It is most common for dog owners to spay or neuter their dogs. Statistics indicate that nearly 80% of dogs are spayed or neutered, which helps control the animal population, mitigates unwanted or negative behaviors, and — research suggests — prevents the onset of certain diseases.
Without a doubt, spay and neuter procedures have their benefits.
Spaying and neutering is also an unspoken sign of responsible pet ownership, and is often required of dogs when they are participating in daycare programs or staying at kennels. While the choice to spay or neuter a dog is entirely up to the owner, there are a number of factors to consider beyond the actual choice to schedule the often complication-free procedure.
Timing Spay & Neuter Just Right
Previously, recommendations regarding the timing of spay and neuter procedures were relatively young — between four and six months — as veterinarians and animal shelters attempted to tag-team an epidemic of unwanted animals. While fewer animals are being euthanized now than were previously, statistics indicate that 1.5 million unwanted animals are still euthanized every year.
Newer research suggests that the appropriate age for spay and neuter may depend on the dog’s breed. Because sex hormones are linked to an animal’s development, spaying or neutering a dog too young could affect its growth and development for the long term, to include its physical development as well as its psychological and cardiovascular development and its immune system.
The American Kennel Club recommends that toy breeds, such as chihuahuas, maltese and pugs, can be spayed or neutered as young as six months. However, large and giant breeds, such as mastiffs, great danes and golden retrievers, should wait until they are 16 to 18 months old.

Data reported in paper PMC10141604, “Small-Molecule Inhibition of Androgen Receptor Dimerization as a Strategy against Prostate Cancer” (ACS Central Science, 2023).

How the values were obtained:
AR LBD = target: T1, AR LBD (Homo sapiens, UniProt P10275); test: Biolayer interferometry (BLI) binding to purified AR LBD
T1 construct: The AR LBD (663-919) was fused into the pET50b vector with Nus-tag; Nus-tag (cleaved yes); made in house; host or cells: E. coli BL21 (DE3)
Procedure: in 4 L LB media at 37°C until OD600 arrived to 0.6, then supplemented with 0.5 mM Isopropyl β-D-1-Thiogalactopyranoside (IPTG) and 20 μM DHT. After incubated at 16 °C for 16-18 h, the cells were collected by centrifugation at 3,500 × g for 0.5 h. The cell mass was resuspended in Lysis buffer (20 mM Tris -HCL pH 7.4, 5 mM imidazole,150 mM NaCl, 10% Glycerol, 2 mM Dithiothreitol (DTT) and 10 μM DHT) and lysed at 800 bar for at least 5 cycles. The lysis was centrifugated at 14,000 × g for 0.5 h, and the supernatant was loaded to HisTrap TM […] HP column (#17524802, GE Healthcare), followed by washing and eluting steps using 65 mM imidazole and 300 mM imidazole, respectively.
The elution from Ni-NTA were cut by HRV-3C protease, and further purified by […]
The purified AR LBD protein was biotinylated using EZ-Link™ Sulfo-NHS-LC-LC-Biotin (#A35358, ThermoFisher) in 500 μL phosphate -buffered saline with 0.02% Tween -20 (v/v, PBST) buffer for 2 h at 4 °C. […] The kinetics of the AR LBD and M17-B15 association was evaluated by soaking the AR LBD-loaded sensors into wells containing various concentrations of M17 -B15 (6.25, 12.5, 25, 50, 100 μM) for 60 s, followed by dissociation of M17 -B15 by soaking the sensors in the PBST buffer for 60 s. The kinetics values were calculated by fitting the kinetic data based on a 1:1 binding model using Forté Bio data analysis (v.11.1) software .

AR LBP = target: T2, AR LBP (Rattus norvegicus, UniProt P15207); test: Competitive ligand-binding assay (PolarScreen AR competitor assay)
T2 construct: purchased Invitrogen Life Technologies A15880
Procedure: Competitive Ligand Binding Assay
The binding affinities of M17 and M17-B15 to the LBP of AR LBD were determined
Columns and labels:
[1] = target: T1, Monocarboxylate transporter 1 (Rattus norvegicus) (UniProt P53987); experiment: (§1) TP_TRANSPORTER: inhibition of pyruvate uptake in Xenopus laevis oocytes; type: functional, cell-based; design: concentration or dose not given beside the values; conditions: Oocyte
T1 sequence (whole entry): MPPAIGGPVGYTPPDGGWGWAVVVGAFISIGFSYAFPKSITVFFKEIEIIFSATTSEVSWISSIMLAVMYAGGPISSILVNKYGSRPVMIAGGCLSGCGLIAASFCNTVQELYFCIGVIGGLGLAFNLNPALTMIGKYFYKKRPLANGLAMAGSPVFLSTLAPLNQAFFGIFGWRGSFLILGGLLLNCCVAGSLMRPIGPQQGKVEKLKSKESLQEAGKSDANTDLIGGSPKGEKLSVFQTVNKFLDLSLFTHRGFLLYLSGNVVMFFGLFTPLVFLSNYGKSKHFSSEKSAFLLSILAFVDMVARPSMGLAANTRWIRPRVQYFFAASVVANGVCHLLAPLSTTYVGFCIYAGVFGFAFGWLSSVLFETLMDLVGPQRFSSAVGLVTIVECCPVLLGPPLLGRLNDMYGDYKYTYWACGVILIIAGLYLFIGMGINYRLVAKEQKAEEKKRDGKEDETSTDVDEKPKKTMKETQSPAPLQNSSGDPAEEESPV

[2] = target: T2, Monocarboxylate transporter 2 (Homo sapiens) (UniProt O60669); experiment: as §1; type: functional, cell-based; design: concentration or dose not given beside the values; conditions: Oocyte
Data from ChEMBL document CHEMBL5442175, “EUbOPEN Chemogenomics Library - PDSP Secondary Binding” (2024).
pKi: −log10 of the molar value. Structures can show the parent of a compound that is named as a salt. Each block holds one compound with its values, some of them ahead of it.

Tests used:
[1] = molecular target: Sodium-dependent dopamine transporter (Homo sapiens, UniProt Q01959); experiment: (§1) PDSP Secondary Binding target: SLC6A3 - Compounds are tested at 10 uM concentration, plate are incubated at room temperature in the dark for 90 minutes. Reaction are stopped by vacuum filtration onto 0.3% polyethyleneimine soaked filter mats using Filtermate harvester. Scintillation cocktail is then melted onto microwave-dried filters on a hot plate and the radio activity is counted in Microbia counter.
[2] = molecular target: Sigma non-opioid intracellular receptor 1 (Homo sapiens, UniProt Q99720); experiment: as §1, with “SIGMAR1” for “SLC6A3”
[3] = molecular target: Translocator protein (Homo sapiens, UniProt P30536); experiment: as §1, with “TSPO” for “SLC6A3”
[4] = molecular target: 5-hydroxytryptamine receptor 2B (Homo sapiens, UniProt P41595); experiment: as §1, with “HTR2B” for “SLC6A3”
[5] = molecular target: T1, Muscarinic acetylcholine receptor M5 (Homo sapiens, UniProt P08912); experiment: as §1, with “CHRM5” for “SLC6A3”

When it comes to spaying female dogs, experts — like the veterinarians at Dr. Kelly’s Vet — recommend the procedure take place before the animal’s first heat, which usually means by six months of age.
Factoring Weight And Age
While recommendations for spaying and neutering factor in breeds and sizes of animals, most also suggest that pet owners get the procedure done as young as possible. Despite that, there is no actual age limit on when a spay or neuter can occur. Veterinarians generally avoid spaying while a dog is in heat, to mitigate the potential for excessive bleeding, but otherwise healthy dogs can still safely have the procedure done even if they aren’t considered puppies anymore.
The weight of a dog can play a factor in how a spay or neuter procedure goes. Since most dogs getting spayed or neutered are young and likely fit, weight is a less common issue. But, in older dogs that may consume more calories than they burn, weight can add a complication to the actual spay and neuter procedure, creating an elevated risk for bleeding.
If this is a concern for your dog, consult with a veterinarian at Dr. Kelly’s Vet to discuss options. And, while many dog owners insist that spaying and neutering leads to weight gain in their pups, that result is up for debate.
Dogs are still maturing and growing into their bodies when they are spayed or neutered, if they undergo the procedure at the youngest age as is recommended for their breed, so it’s entirely possible that weight gain may be associated with that growth. And, it’s also possible that dog owners may be feeding their pups a little too much for their activity level, leading to weight gain.
If you’re a dog owner considering a spay or neuter for your pet, get your questions and concerns answered by one of surgical veterinary specialists at Dr. Kelly’s Vet.
Dr. Kelly’s Surgical Unit is a trusted veterinary team serving the Phoenix, Peoria, East Mesa and Tucson metro areas, with accessible locations in each market, offering highly specialized surgery, quality spay and neuter procedures, and accessible dental care for pets. Contact us to learn more about our specialized services or to schedule an appointment.